I’ve been hearing great things about this book for a while now, and I love me some dystopian/magic/new world young adult novels so I decided to give it ago. I got this book for Christmas. Ever since University, I’ve had a difficult time starting books, so it took me a couple weeks to get around to it. I ended up having a day where I would have to sit around and wait for something, so I thought it was the perfect time to get a start on this book.
Let me start by saying I did enjoy it. I know that’s a pretty short and vague statement about a book that is nearly 500 pages. It didn’t grip me like the Hunger Games did. The Hunger Games I couldn’t put down. This book I probably could have if I didn’t have anything else to do, and if I wasn’t so hell-bent on finishing it that day.
The story is about a 16-year-old girl living in a future society, set in modern day Chicago. In her world, the city is broken up into 5 different factions, or areas, where people who value a certain set of morals and ethics live in a faction with people who share those beliefs. Beatrice lives in the Abnegation faction with her parents and slightly older brother, Caleb. In this faction, selflessness is valued above all else. At school, they are put through tests in order to determine what faction they belong in preparation for the Choosing Ceremony. Beatrice’s results come in as inconclusive, which means she is Divergent. She is told not to tell this information to anyone including her family.
Up until the choosing ceremony, Beatrice is unsure of what faction she will choose. It isn’t until her brother chooses to switch factions that she decides that she is meant to be in another faction as well. She chooses Dauntless, who value bravery above all else. Beatrice must pass a number of tests before she can be accepted as a member of the faction. If she fails, she will end up factionless, a life of which many are afraid of. Beatrice, now going by Tris must face a number of obstacles both inside and outside of her training throughout the book. You’ll have to read the book to find out the rest, because I don’t want to spoil it for you.
When on the 4th page of the book, there was a mention of Beatrice ‘never being too graceful’, I was ready to close the book, but I persevered because I still had 6 hours of sitting around to do and nothing else to distract me. I think Twilight completely ruined this characteristic for me. Like, I would love to see more lead characters that are able to walk without tripping over their own feet. Luckily, this characteristic never made another appearance that I can remember.
The book definitely had an interesting story, which I appreciated, but I felt like some parts definitely dragged or were a little unnecessary. I understand the whole training part was showing Beatrice coming into her own, and her building a relationship with Four, but it just went on and on. When her training was over I was definitely glad, but there was not much time between the end of training and the end of the book. I liked most of the characters, including Beatrice. Her internal struggle at the beginning where she was trying to decide what faction she would go to was interesting, as was when she was trying to gather more information about being Divergent, but she was a little bit on the bland side.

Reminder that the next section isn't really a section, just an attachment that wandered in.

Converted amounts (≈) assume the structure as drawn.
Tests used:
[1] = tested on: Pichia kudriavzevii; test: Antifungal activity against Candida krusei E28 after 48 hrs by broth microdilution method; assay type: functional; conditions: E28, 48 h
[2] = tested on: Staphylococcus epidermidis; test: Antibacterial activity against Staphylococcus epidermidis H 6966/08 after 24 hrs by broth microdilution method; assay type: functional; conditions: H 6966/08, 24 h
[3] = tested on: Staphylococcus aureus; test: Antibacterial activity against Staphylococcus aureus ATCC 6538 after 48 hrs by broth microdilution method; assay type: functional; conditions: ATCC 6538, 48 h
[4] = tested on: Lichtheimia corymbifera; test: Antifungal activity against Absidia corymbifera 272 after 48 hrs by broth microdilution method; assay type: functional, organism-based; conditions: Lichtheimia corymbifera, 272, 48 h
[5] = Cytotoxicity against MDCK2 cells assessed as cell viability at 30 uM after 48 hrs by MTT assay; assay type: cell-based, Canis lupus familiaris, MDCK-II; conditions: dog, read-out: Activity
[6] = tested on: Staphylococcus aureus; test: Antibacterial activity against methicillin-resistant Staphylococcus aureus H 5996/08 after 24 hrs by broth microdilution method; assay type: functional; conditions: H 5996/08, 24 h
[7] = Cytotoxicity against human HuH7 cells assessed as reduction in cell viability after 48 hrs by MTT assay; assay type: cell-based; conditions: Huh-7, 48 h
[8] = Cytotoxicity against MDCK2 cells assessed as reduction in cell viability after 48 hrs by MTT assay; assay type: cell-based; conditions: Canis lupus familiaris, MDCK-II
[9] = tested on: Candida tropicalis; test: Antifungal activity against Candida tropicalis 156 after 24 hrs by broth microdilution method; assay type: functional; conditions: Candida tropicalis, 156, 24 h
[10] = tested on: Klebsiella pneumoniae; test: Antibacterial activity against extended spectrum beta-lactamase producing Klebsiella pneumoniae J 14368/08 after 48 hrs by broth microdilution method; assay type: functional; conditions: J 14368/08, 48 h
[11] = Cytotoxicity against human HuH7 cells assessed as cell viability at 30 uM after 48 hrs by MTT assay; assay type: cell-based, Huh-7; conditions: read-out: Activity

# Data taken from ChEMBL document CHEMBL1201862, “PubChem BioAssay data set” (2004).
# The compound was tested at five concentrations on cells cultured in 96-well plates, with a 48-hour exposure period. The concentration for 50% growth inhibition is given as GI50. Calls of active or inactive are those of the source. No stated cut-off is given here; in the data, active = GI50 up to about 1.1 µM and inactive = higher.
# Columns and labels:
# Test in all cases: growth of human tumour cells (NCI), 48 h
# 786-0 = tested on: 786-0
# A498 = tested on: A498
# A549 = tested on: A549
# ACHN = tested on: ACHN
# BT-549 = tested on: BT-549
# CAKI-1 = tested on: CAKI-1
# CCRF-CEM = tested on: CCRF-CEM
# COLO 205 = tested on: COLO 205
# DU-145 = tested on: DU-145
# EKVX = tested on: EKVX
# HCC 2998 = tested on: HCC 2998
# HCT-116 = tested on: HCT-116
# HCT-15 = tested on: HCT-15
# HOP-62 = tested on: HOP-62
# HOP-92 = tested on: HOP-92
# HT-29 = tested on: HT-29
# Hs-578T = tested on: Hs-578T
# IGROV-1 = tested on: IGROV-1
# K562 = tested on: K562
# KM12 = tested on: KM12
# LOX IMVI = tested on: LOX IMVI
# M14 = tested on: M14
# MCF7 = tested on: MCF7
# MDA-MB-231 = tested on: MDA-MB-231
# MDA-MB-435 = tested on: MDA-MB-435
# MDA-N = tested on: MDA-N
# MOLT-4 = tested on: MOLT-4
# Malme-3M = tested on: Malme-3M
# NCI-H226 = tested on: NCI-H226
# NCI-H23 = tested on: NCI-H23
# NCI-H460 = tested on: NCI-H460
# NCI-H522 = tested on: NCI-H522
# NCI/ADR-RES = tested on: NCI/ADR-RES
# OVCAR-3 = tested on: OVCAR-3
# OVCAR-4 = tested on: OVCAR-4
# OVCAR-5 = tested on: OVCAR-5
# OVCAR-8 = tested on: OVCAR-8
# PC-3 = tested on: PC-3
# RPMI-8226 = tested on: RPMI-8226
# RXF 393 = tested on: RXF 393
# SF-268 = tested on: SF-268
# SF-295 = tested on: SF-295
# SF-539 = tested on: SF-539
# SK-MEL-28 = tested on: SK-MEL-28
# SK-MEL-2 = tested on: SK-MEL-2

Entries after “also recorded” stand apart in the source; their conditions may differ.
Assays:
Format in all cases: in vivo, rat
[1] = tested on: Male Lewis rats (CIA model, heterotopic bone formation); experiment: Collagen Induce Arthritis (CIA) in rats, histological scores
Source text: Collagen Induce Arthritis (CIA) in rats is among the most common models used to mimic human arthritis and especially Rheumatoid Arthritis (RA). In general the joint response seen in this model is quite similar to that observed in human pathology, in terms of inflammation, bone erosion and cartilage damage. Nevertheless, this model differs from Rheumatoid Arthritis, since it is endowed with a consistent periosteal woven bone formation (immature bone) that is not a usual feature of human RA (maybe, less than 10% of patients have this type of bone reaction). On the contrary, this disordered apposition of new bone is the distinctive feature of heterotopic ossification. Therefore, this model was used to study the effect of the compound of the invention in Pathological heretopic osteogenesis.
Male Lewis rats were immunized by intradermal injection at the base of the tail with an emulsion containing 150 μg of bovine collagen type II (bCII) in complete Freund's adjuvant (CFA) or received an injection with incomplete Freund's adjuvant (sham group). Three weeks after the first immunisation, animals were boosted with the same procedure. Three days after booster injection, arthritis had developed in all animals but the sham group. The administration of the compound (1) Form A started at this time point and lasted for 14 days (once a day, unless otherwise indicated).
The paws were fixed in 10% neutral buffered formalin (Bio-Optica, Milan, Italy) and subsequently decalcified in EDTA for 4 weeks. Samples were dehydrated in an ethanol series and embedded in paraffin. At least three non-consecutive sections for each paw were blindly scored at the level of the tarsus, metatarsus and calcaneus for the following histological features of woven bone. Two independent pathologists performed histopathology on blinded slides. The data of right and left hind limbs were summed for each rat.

One thing I loved about the book was the setting descriptions. I thought Veronica Roth created a very cool world with a place a majority of people recognized. I visited Chicago in the summer, so I had a really good grasp of where everything was taking place, and where things were in relation to other places.
I was told by many people that I should stop reading the series after this book, because the other two were not nearly as good. I listened to this advice, but I still wanted to know what was going to happen, so I cheated and read the Wikipedia pages. I’m glad I didn’t read the other books, because I think I would have been disappointed with the ending.
Like, I said before I did enjoy the book. It wasn’t the best thing I’ve ever read, but it wasn’t the worst. It wasn’t a difficult read either, and it’s very possible to get through the book pretty quickly. If you’re considering reading it, but you’re unsure, I would definitely recommend going for it. A lot of people have compared it to the Hunger Games, but I think that is totally off and would look at it as a completely different entity. So, don’t go into expecting something like that. I’ll probably go see the movie when it comes out if I can convince someone to go with me, and I thought the trailer was pretty good. Anyone want to go with me?